A woman travels alone from Florida to Casablanca, Morocco. Immediately on the plane she is paranoid, sad and lonely.You read on. You know something is wrong. You really want to find out why this nameless character is fleeing from her life, her friends, her family, everything she knows.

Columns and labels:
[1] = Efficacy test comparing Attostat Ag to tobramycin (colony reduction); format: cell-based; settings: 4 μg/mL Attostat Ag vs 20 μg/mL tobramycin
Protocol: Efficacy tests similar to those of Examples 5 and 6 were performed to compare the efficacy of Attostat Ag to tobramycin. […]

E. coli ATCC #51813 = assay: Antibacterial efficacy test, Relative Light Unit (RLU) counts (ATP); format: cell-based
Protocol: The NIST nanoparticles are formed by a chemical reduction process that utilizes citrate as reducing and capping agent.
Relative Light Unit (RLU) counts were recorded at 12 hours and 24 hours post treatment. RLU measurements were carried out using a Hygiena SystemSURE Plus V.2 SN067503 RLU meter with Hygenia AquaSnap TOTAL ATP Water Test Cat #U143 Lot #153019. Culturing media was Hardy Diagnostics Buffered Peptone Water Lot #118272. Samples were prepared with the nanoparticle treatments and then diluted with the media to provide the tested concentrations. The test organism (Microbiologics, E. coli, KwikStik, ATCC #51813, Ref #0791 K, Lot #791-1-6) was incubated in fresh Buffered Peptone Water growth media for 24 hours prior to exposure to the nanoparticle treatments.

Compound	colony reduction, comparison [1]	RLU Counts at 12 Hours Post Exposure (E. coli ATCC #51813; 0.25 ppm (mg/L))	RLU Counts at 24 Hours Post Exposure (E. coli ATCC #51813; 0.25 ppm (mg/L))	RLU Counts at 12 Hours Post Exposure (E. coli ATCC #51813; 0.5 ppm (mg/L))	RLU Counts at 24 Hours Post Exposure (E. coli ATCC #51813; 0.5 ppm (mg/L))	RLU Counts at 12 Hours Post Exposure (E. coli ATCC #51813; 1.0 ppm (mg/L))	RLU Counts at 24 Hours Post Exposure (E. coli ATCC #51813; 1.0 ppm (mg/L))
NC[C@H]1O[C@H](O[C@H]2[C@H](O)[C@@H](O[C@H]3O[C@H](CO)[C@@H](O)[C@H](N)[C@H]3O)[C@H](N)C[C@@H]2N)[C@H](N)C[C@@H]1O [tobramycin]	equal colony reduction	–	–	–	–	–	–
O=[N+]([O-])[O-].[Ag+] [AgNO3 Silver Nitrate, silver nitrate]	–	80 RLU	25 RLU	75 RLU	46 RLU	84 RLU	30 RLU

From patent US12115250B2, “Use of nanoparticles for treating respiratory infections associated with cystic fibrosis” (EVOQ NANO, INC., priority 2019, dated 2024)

And it reads like this because this novel is written in second person, of which I have personally only comfortably enjoyed once before (A Prayer for the Dying by Stewart O'Nan). This woman is so deeply shaken by the turn of events her life has taken she just wants to run far away and disappear. She stumbles from one ridiculous, but totally possible, situation to another. It is comical in the darkest sense. She literally loses herself. Her backpack is stolen and she is completely stripped of her identity, which is frightening but in the most unique set of circumstances gives her the opportunity to overcome her misery and start over with a clean slate. The background for this novel is exotic and intoxicating and the writing is pure poetry. This is a surprisingly easy and quick read and any hesitation to read a novel in second person quickly disseminated. If you want to read something truly unique, I highly recommend The Diver's Clothes Lie Empty.
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